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Gustavo Bernardo Krause

Universidade do Rio de Janeiro

Gustavo Bernardo Krause was born in the city of Rio de Janeiro, Brazil, on November 1st, 1955. Having received his PhD in Comparative Literature in 1995, he is Professor of Literary Theory at The Languages Institute of Rio de Janeiro State University (UERJ). He wrote the following books: Redação inquieta (1985), Quem pode julgar a primeira pedra? (1993), Cola, sombra da escola (1997), Educação pelo argumento (2000), A dúvida de Flusser (2002), A ficção cética (2004) and Verdades quixotescas (2006). He also wrote the following novels: Pedro Pedra (1982), Me nina (1989), Lúcia (1999), A alma do urso (1999), Desenho mudo (2002) and O Mágico de Verdade (2006).

Articles of Gustavo Bernardo Krause

O homen sem chão: a biografia de Vilém Flusser, Vilém Flusser (1920-1991). Ein Leben in der Bodenlosigkeit. Biographie

O homen sem chão: a biografia de Vilém Flusser and Vilém Flusser (1920-1991). Ein Leben in der Bodenlosigkeit. Biographie are the Portuguese and the German version of a common biographical project that was conceived in Miguel Flusser’s country estate in Itatiba near São Paulo in November 2014. The two books will be published this fall by Annablume editora in São Paulo and transcript Verlag in Bielefeld (http://www.transcript-verlag.de/978-3-8376-4064-9/vilem-flusser-19201991), respectively. This bilingual attempt is the first book-length biography of Vilém and Edith Flusser.

Quando (PDF 202.66 KB)
Prólogo absurdo (PDF 136.83 KB)
Epilog (PDF 103.56 KB)

How to Face the Terror of Reason: From Philosophy to Literature

This paper explores the relationship of philosophy and literature, and the role of irony in the search of a possible way out of the hell of the apparatus created by the terror of reason. Franz Kafka’s Gregor Samsa from The Metamorphosis and Jaroslav Hašek’s Švejk from The Adventures of Brave Soldier Švejk pre-figure the future and are in a way are ironical brothers of Vilém Flusser.

The Terror of Reason (PDF 150.03 KB)

Meta-Švejk

This text is an extract of a planned bilingual Portuguese (O homem sem chão) and German (Ein Leben in der Übersetzung) biography of Vilém and Edith Flusser by Gustavo Bernardo and Rainer Guldin. It deals with Flusser’s Czech origins from the point of view of Franz Kafka’s Die Verwandlung (The Metamorphosis) and Jaroslav Hašek’s The Good Soldier Švejk written between 1921 and 1923.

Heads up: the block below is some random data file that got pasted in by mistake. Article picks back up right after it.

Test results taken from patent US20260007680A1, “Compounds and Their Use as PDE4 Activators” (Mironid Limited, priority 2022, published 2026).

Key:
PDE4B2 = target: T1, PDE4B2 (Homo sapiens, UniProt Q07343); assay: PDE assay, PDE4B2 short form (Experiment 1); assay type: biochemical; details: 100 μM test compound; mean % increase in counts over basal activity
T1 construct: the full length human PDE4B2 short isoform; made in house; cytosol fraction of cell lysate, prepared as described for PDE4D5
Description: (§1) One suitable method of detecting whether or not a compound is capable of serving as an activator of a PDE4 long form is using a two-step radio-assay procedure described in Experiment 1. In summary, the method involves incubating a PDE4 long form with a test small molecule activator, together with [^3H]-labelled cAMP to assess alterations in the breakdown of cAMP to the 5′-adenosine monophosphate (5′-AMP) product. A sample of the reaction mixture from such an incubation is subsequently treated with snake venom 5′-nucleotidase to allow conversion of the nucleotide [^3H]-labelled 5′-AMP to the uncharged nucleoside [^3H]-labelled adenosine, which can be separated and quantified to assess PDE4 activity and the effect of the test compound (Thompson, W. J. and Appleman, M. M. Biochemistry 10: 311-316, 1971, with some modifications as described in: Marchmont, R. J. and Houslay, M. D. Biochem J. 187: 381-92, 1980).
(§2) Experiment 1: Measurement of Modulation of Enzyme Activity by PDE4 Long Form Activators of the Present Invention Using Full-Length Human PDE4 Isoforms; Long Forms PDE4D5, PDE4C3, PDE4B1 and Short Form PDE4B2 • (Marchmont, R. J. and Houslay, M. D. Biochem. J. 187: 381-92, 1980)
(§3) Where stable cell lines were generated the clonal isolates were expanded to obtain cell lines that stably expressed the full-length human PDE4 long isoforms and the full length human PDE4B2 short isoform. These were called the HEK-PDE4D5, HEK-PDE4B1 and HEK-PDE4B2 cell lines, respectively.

Meta-Švejk (PDF 144.61 KB)

A condição ficcional de todo discurso

A condição ficcional (PDF 73.45 KB)

A dignidade singular

A dignidade singular (PDF 170.85 KB)

A terceira margem do pensamento Brasileiro / The Third Bank of Brazilian Thought

Terceira margem (PDF 93.45 KB)
Third Bank (PDF 95.43 KB)

“O Ser que nega”

The article develops the Flusserian metaphor of the mirror as a being who denies, by relating it to the short stories of Machado de Assis and Guimarães Rosa, which have “The Mirror” as their title. The mirror of these three writers, just as their fiction or their philosophical fiction, denies reality to propose an alternative reality. The article also shows how the thinking of Vilém Flusser is connected with the fiction of God built by civilization, with the God of fiction as He appears in literature.

Or ser que nega (PDF 228.07 KB)

Meu bem, você não entendeu nada: a generosidade cética de Vilém Flusser

The sentence “My dear, you didn’t understand nothing” was one of the preferred sentences of Vilém Flusser in his dialogs with scholars and visitors. But this judgment was not used as a vain statement of superiority. On the contrary: Flusser wanted to demonstrate the impossibility of any final truth, underlining the necessity of doubt and of the fictional structure of all our perception. Flusser’s famous sentence, apparently destructive, was not less than an unsuspected generosity, giving the scholars and visitors back what most kinds of opinion eliminate, that is, the doubt and the phenomenological view to see things from more than one perspective.

Meu bem (PDF 177.95 KB)

One of the most important Brazilian philosophers

This article seeks to introduce Flusser’s Brazilian phase to English-speaking readers. It refers to Abraham Moles, who recognized Vilém Flusser as one of the most important Brazilian philosophers, but it remembers also that probably many Brazilian academic philosophers would not agree with Moles. Flusser’s reception is complicated, for one, because Flusser was a foreigner and outsider-philosopher, and also because, in the sixties, he strongly criticized his Brazilian peers. Vilém Flusser formulated a proposal to confront the apparatus, to confront technicism and to confront Brazilian “developmentism.” His proposal consists of attributing certain values, but via a philosophy ex situ, a philosophy written by an eternal and foreign foreigner.

Brazilian Philosopher (PDF 98.02 KB)

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